By Deborah Reed, senior fellow, Public Policy Institute of California
This opinion article appeared in the San Diego Union-Tribune on January 9, 2009
As state leaders grapple with the budget crisis, short-term solutions are eclipsing long-term priorities in higher education. Budget cuts and resulting fee increases are expected to reduce admissions and enrollment in community colleges and in the California State University and University of California systems.
Even as these cuts ease the budget crunch, they work against California's long-term economic health. California's need for college-educated workers is outpacing the state's ability to produce them, and this gap will only get wider.
In our recent analysis for the Public Policy Institute of California, we find that 41 percent of California workers will need a bachelor's degree to meet the state's projected economic demand in 2025, if current trends continue. At first glance, that number may seem easy to attain. Today, roughly 34 percent of workers have a bachelor's degree, up from only 28 percent in 1990. If growth in the share of college-educated workers continued at that rate, we would get to 41 percent by 2025.
But we can't expect college education levels to grow nearly as fast over the next 20 years. For one thing, the baby boom generation has the highest level of bachelor's degrees of any age group in the state. This appears to be partly because men in their late 50s now were of prime draft age during the Vietnam War, and a number of them opted for college over military service. These workers will be reaching retirement age, to be replaced by young workers who have fairly low rates of college graduation. Fewer than 30 percent have a bachelor's degree.
In addition, Latinos, a group with rising but still low levels of college graduation, will make up a faster-growing share of the state's working-age adults, from 29 percent today to more than 40 percent by 2025. Their college-graduation levels are expected to be in the range of 12 percent at that time.
In the past, migration of college-educated workers to California from other states and countries has helped fuel growth. In the future, this may not be the case. A major influx of educated workers from abroad is unlikely because of increasing global competition for skilled labor and relatively restrictive U.S. immigration policy.
Furthermore, since 2000, more college graduates have left California than have arrived from other states. Even if this trend changes and migration to the state returns to high levels, the numbers would not come close to filling the projected gap between supply and demand.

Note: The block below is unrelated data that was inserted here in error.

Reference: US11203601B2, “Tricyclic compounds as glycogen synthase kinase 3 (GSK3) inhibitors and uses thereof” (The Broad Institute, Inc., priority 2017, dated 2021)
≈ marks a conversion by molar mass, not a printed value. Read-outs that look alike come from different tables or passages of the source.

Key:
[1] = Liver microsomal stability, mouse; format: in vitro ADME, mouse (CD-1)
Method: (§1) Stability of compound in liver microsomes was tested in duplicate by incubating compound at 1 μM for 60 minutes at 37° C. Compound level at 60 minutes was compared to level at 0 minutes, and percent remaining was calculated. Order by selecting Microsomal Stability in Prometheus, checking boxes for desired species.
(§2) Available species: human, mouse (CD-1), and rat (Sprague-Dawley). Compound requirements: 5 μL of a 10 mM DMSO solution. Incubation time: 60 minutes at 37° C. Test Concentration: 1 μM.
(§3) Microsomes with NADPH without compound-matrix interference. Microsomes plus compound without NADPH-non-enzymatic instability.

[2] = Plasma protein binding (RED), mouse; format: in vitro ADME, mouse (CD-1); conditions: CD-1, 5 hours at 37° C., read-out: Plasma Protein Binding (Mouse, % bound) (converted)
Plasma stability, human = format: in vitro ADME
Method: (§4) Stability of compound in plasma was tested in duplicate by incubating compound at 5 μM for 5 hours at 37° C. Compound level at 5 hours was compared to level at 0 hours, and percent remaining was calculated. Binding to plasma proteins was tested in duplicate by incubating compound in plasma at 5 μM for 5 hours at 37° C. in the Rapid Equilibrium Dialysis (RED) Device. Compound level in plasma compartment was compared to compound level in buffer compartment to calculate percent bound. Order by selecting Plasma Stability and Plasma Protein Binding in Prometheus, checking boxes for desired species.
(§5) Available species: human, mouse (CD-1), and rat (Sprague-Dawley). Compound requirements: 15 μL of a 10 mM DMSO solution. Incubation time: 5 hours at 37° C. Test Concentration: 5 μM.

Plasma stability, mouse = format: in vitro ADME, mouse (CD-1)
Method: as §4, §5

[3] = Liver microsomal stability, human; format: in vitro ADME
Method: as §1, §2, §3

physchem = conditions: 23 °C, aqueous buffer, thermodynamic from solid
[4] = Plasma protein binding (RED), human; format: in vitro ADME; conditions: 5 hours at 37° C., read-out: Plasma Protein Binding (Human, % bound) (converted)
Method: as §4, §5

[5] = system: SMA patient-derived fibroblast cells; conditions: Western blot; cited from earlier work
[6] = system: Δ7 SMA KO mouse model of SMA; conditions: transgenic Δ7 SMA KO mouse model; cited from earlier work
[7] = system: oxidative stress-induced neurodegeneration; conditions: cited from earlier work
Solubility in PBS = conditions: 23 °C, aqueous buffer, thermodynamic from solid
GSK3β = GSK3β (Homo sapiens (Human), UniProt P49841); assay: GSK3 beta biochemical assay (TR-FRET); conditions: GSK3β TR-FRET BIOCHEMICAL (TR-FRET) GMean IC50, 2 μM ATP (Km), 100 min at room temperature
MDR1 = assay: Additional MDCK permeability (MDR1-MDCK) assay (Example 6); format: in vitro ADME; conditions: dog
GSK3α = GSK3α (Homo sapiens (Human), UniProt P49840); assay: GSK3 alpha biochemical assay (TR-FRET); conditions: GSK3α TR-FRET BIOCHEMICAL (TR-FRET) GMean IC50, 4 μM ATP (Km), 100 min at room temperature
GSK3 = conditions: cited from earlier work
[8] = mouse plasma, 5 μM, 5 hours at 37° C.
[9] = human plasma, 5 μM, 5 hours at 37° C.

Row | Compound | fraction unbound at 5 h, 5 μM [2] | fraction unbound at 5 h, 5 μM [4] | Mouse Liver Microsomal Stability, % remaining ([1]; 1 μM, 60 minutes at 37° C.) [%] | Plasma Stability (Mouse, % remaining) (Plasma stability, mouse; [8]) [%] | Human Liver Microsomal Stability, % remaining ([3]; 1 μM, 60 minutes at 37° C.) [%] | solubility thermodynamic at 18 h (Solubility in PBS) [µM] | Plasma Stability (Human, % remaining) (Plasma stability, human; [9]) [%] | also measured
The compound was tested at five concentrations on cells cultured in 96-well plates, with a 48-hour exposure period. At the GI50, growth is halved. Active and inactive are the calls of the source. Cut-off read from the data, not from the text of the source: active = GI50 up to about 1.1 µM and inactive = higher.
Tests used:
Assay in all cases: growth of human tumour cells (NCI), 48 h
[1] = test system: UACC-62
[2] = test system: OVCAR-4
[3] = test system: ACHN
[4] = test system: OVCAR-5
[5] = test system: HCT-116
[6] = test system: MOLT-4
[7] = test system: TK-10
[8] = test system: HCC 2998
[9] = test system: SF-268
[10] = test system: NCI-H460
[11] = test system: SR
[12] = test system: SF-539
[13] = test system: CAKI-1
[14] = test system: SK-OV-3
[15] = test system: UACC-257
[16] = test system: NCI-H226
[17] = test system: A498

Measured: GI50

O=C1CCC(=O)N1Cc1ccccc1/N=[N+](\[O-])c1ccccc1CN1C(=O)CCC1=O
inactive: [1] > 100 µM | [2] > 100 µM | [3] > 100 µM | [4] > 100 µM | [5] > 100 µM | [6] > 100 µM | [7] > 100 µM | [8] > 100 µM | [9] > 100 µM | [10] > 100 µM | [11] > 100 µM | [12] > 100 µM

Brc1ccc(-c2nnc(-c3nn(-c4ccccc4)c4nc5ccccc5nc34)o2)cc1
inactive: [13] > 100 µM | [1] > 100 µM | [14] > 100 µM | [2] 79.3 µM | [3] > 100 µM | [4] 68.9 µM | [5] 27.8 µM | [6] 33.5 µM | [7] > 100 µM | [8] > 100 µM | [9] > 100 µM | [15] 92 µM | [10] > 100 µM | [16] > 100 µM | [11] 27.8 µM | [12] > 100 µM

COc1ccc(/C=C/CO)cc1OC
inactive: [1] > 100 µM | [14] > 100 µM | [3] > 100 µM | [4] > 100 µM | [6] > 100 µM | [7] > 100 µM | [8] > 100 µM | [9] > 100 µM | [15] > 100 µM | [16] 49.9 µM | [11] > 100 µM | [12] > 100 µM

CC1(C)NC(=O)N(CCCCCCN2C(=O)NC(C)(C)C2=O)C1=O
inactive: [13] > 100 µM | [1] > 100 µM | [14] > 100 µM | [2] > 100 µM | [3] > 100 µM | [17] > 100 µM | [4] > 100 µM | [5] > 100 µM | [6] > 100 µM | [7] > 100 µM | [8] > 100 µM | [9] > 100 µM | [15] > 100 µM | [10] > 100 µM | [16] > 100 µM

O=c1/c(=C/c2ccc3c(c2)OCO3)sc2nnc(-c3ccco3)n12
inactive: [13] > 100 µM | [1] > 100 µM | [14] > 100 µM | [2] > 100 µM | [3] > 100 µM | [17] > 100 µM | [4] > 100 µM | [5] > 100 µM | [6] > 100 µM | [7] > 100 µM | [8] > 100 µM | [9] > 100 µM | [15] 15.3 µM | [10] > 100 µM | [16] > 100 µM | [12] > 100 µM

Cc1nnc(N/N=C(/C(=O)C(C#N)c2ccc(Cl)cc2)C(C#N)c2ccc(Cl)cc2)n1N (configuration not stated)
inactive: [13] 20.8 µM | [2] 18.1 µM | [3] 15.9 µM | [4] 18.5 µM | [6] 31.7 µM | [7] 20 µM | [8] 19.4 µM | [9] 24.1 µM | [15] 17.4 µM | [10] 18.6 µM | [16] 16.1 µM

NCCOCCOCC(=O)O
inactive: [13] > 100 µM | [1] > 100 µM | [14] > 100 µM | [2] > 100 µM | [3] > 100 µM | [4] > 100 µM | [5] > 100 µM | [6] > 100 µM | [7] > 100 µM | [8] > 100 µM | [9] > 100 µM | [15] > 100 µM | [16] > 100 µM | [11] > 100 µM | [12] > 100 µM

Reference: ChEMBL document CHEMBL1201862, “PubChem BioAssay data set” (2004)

At the same time as the growth in college-educated workers slows, the supply of workers with a high school diploma or less is projected to exceed economic demand. These workers will see an erosion of their earnings and other compensation and a decline in job opportunities, leading to unemployment and underemployment. The projections are bleak for the state's low-income families, which will mean more demands on state programs to support them and thus, more demands on the future state budget.
Of course, for workers with a college degree, economic demand will drive up earnings and employment opportunities. Income inequality will grow as a result of these earnings trends. Indeed, California has already seen the rich getting richer and the poor getting poorer partly because of rising wage premiums for college-educated workers.
California will not stay on the same long-term economic growth path that we've seen over the last few decades. That path will simply be unattainable due to slower growth in the supply of college-educated workers.
While our projections suggest a work force skills gap that is too big to close, the state's leaders can work to reduce it. Cutting budgets to higher education is a step in the wrong direction. We need lasting solutions to the state's budget crisis so that leaders can focus on long-term investments in education. We need to improve college graduation rates, reduce the time it takes many students to graduate, and increase the number who transfer to four-year universities from community college.
But it isn't only about higher education. We need to reduce the number of high school dropouts and create a K-12 system that really prepares students to succeed in college. Even preschool investments have been shown to improve college enrollments.
Our study focused on the skills gap in bachelor's degrees. But even with a projected demand for college-educated workers of 41 percent, the majority of jobs will not require a bachelor's degree. Improving the skills of workers who do not attend college is another key component of work force development.
The economy of the future will require a skilled work force. We need effective reforms and investments today that will create a work force to fuel future economic growth and enhance opportunities for all Californians.